SS Ozama’s Steam Engine & Machinery






 

Steam Engine & Machinery of SS Ozama, ex-Craigallion

Compound Steam Engine

The Ozama had a compound inverted, two-cylinder engine; one 25” high pressure cylinder; one 50” low pressure cylinder; with 33” stroke of piston; 75 psi boiler pressure; 99 horsepower.[1]

Compound Surface Condensing Marine Engine: This is a similar but much smaller engine than the one in the Ozama. This one had a high-pressure cylinder of 12½ inches, and a low-pressure cylinder of 22 inches, while those of the Ozama were 26 inches and 50 inches diameter respectively with a 33 inch piston stroke. The cylinders were inverted, standing upon condenser frames at the back, and turned wrought iron polished columns in front. The slot links are of double bar pattern with brass slide in valve spindle, the air pumps, circulating pump, bilge pump, and feed pump being attached between the crosshead, and worked by a pair of wrought iron beams. A small starting valve, double-posted, is fitted to the low-pressure cylinder. All pins and joints are case-hardened, and all brasses wide, so as to give a large wearing surface. See illustrations below.[2]

Compound Surface Condensing Marine Engine

Compound Surface Condensing Marine Engine showing levers.

Compound Surface Condensing Marine Engine

Compound Surface Condensing Marine Engine

 

Emerson Walker Steam Windless

The Ozama had a Emerson Walker & Co.’s patent windless similar to the one pictured below.[3]

Emerson Walker Steam Windless

The SS Craigallion (later SS Ozama) was fitted with an Emerson Walker Steam Windless


[1] Lloyd’s Register of British and Foreign Shipping From 1st July, 1883, to 30th June, 1884, (London, Middlesex, UK), 1883, entry CRA-2 (Craigallion)
[2] The Marine Engineer, (London, Middlesex, UK), May 1, 1882, p. 51, illustrations pp. 36, 37
[3] The Marine Engineer, (London, Middlesex, UK), June 1, 1882, p. 77, 79 (illustration)

More on the SS Ozama, Ex-Craigallion

Information on: Discovery of the Ozama
Information on: Construction & physical details
Information on: Steam engine and machinery
Information on: Towing history
Information on: Smuggling guns
Information on: Seizure & release
Information on: Miscellaneous Voyages
Information on: Wrecked in the Bahamas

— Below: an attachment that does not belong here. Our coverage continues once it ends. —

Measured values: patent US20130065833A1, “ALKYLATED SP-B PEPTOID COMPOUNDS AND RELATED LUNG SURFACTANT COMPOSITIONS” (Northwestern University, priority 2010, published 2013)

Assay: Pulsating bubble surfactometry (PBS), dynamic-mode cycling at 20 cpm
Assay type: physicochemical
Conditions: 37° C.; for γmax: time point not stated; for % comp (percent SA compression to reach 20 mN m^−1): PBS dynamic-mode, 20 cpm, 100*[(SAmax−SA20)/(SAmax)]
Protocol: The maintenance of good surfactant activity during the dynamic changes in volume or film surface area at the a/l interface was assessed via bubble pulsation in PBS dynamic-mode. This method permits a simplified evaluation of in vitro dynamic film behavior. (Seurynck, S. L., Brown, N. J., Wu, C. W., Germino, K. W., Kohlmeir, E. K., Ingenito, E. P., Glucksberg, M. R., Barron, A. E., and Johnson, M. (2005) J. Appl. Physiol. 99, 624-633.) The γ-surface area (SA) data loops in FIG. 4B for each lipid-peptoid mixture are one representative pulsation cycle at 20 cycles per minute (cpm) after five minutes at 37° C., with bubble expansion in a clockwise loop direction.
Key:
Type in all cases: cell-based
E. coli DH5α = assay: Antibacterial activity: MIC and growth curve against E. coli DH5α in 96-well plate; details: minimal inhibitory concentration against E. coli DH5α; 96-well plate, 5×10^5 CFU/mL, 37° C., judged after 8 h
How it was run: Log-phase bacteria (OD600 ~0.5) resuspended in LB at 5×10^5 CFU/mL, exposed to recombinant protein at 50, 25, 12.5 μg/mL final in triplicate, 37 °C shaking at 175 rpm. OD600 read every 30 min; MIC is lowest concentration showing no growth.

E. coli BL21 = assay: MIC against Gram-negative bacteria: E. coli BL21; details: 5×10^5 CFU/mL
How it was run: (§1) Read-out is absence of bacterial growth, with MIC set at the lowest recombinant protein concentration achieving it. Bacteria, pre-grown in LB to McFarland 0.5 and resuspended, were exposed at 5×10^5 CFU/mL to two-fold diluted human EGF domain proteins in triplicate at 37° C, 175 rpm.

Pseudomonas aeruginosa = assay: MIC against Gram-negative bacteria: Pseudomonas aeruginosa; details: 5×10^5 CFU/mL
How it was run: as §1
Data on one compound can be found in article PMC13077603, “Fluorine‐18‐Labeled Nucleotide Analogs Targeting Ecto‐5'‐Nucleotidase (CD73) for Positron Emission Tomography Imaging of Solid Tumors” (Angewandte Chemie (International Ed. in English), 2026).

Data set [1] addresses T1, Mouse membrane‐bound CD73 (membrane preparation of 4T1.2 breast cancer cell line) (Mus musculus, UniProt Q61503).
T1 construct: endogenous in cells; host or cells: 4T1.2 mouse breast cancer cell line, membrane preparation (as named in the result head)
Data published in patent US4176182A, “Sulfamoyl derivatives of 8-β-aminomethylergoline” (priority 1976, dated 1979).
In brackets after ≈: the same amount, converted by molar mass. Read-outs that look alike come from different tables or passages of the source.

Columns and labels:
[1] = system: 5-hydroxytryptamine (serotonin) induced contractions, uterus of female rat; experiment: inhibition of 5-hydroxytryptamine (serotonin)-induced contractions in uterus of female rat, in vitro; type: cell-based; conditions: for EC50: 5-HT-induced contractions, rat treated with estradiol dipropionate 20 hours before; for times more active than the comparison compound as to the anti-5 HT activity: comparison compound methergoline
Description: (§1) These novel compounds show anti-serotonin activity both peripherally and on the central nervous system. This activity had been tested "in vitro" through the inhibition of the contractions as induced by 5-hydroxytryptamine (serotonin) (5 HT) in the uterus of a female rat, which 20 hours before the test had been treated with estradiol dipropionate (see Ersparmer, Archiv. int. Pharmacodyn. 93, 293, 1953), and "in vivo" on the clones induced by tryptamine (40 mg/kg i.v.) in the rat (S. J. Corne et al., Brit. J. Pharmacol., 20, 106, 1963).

Information on: Re-flagging as American steamship
Information on: Wrecked off Cape Romain, SC
Information on:
The shipwreck as it is today
(private not currently available to general public)
Information on: Shipping money
(private not currently available to general public)

Image Files Relating to Shipwreck Ozama

Images: Sidescan images of Ozama wreck site
Images: Photos of artifacts found on the Ozama
(private not currently available to general public)
Images: Photos of people and work in progress
(private not currently available to general public)
Images: Maps & charts relating to Ozama’s history
(private not currently available to general public)
Images: Archaeological and technical drawings
(private not currently available to general public)

Ownership of Salvaged Gold & Artifacts

The above posts all deal with the steamer Ozama, which was shipwrecked off Cape Romain, South Carolina in 1894 and discovered and identified by underwater archaeologist Dr. E. Lee Spence in 1979 and 2013 respectively. He also discovered other abandoned wreckage in the same general vicinity. In 2012, the Federal District Court ruled that Spence was the “true and exclusive owner of the abandoned wreckage” (which includes the Ozama and all of the other shipwrecks that he had found in the specific area designated in his court filing), which means he is already the legal owner of any and all shipwreck gold, silver, cannons, hulls, engines, rigging, and other artifacts on those wrecks. To learn more about shipwrecks in general, check out Spence’s page on Facebook.







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